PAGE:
The decision has been met with mixed support. One section of the modding and gaming community doesn’t see this decision as a bad thing, while others, modders included, see the selling of mods as detrimental to the industry. The petition, which is seeking 50,000 signatures, is over halfway to its goal in simply 24 hours of going live. As of the publication of this piece, the petition has garnered 37,000 supports, and the number is growing.
While many thought modders themselves would be universally accepting of the new policy, many creators on the Steam Workshop spoke out yesterday against the practice. While being paid for mods is nothing new, one only has to look at the Player Studio from Daybreak Game Company (formerly Sony Online Entertainment) to see that selling mods is a practice that is long standing. But the vast majority of player created content, for any game, has been given away for free to its players.
Many are upset about the revenue split between modder, Steam, and Bethesda. According to the Steam Workshop content creator page, modders retain 25 percent of the revenue gained by the mod. The other 75 percent goes to Valve and Bethesda. Many see this split as unreasonable, and many are calling for a more fair split of the money. Forbes points out that the revenue split is less than those who create content for Apple, as app developers see at least 70 percent of the revenue garnered by sales.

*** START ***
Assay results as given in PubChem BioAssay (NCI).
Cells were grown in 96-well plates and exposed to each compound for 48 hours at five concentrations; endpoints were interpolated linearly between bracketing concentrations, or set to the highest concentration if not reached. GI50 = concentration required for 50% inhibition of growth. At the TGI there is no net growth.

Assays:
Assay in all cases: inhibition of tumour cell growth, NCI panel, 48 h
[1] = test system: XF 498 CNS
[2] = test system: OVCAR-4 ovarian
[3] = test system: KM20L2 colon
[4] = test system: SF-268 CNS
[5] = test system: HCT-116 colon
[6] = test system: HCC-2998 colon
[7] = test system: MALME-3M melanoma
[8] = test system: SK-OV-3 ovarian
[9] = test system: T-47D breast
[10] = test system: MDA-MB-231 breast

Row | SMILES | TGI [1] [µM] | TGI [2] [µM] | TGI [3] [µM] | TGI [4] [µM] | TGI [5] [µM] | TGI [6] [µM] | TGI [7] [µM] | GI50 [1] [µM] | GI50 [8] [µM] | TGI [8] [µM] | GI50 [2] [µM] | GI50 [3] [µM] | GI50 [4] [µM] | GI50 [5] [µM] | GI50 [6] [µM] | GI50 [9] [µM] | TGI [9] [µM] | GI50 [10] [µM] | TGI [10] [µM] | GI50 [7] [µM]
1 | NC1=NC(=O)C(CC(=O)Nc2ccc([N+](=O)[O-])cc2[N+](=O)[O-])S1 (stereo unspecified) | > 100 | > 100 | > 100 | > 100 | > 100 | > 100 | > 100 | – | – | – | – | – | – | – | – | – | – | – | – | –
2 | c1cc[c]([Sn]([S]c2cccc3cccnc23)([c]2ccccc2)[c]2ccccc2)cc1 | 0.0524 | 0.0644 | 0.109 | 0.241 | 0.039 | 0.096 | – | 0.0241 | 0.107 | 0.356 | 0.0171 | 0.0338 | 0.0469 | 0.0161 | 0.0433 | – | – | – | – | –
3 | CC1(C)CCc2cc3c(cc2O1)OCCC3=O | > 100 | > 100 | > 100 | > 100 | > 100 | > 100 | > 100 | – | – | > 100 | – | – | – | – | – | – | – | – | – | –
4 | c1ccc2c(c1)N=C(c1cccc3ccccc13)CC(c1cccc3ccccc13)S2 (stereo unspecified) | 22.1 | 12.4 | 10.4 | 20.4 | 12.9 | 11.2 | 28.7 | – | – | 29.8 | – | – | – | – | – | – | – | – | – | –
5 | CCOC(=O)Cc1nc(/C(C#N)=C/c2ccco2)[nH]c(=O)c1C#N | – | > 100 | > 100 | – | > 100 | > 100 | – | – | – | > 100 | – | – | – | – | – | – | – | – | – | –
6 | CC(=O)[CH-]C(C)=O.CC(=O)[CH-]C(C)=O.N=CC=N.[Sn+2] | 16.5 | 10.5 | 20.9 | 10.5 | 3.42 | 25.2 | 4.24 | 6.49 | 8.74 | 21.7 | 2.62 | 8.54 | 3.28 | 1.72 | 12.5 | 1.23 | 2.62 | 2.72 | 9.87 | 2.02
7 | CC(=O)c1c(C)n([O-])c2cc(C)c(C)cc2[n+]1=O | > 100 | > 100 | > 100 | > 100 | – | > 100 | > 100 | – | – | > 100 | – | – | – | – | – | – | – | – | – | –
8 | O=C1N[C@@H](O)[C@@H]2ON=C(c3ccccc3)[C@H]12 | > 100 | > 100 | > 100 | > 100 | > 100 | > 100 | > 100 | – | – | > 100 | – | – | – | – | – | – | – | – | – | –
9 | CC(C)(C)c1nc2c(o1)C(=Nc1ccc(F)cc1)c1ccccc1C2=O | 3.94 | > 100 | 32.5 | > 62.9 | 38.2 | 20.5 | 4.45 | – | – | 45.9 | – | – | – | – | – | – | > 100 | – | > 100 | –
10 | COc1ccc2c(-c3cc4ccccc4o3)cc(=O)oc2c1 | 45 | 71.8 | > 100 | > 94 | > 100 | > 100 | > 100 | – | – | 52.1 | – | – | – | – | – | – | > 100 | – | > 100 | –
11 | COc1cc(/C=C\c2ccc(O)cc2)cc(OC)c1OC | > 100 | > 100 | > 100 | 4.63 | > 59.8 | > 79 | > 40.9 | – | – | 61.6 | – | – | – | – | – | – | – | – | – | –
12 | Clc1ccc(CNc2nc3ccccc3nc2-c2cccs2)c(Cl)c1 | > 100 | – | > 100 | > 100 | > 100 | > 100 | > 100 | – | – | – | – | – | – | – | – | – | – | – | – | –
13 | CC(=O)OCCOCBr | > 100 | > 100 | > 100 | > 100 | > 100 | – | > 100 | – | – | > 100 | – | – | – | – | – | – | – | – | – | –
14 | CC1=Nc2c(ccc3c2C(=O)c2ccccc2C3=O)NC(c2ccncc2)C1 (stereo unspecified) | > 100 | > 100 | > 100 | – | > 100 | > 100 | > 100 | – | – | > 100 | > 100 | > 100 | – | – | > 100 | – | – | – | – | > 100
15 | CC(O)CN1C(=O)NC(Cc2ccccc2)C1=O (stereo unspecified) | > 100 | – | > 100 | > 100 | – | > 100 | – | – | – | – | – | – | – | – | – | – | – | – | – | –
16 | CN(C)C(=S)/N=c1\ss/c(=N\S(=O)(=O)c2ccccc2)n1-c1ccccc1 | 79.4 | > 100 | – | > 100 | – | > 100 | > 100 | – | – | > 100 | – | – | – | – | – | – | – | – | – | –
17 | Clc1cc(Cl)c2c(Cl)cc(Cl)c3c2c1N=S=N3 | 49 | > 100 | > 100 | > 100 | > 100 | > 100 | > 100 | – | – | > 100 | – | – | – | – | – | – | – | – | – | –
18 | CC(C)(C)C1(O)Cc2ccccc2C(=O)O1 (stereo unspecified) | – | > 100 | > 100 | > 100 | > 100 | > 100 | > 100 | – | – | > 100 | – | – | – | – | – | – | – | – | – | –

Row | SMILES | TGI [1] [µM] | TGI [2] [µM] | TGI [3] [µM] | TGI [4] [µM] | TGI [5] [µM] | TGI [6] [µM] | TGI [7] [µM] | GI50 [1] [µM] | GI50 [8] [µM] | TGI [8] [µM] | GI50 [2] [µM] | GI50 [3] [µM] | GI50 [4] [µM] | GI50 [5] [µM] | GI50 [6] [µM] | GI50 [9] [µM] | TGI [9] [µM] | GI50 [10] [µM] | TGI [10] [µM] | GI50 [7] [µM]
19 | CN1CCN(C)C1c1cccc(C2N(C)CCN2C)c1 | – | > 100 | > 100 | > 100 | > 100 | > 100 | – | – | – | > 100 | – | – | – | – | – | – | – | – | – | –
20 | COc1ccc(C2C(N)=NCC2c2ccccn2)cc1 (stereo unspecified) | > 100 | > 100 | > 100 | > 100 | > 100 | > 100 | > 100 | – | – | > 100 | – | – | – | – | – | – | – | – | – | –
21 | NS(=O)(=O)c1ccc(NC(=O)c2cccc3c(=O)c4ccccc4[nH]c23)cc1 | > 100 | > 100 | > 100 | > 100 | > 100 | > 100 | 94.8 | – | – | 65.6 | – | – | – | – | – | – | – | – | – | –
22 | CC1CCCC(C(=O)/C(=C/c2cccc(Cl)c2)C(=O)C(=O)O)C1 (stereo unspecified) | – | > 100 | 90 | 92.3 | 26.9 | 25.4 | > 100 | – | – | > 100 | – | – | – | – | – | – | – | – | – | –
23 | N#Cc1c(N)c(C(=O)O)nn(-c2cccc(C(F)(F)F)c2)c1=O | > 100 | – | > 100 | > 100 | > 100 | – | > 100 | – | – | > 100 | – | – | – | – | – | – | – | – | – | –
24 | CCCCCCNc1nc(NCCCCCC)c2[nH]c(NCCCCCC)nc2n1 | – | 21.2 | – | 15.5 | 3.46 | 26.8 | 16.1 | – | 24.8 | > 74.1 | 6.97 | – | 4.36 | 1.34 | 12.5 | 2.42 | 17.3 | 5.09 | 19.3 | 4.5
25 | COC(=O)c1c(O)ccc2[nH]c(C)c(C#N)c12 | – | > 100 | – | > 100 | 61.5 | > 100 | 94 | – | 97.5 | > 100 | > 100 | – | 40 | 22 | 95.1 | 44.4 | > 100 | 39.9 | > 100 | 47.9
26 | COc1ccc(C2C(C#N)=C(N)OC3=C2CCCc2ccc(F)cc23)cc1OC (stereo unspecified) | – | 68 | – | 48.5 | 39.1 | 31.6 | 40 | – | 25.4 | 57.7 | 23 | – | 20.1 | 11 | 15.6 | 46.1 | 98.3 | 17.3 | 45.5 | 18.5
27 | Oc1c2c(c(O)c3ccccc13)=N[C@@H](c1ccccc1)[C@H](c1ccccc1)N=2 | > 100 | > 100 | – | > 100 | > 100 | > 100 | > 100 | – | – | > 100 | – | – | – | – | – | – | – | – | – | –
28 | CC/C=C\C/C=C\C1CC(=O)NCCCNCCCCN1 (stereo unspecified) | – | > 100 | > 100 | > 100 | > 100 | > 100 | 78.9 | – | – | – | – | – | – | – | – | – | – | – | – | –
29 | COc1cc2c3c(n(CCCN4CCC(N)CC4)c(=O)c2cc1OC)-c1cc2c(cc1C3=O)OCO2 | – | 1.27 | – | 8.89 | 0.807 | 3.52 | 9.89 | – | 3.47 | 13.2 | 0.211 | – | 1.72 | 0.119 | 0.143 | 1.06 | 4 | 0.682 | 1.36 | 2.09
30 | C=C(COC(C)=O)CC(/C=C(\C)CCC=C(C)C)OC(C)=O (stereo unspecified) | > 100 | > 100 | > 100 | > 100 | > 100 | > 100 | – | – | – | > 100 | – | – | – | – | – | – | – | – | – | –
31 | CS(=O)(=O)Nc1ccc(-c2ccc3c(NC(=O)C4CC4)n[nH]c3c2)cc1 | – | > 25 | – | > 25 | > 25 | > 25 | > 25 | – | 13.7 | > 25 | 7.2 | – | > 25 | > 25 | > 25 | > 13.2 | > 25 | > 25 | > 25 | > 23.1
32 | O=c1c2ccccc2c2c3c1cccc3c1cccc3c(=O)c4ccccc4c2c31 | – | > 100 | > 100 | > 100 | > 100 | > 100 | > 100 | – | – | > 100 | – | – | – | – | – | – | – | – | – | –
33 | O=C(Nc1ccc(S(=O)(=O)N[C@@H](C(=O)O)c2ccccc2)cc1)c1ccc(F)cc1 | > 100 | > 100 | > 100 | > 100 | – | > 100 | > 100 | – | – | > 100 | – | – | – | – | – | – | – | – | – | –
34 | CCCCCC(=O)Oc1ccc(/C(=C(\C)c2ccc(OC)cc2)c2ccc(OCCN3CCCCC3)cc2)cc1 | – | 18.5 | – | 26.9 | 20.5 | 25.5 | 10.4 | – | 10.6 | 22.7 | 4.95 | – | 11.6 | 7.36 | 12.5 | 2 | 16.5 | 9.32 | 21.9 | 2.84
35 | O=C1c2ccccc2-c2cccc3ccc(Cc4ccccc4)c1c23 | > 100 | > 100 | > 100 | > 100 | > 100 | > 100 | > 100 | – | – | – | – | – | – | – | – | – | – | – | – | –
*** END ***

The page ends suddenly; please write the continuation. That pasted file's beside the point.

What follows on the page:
Many who have signed the petition have pointed out that mods have been free for so long that it makes no sense to charge for them now. Some are calling out Valve for turning the Steam Workshop into a haven for microtransactions. Others wonder what this could do to NexusMods, a modding community site run completely on ad revenue. Already some modders have brought the full versions of their mod to the Steam Workshop and are charging for it (and has since been taken down), while maintaining the free version on Nexus.
Not everyone is against the practice, however. In a post on PC Gamer, the author argues that paid mods won’t destroy PC modding, and in fact may make them better. Regardless of the stance, it’s safe to say that many users will be talking about this decision, and Valve’s reaction, in the months to come.
Are you a fan of paid mods on Steam Workshop? Sound off in the comments below.
[Image via Change.org, Gamepur]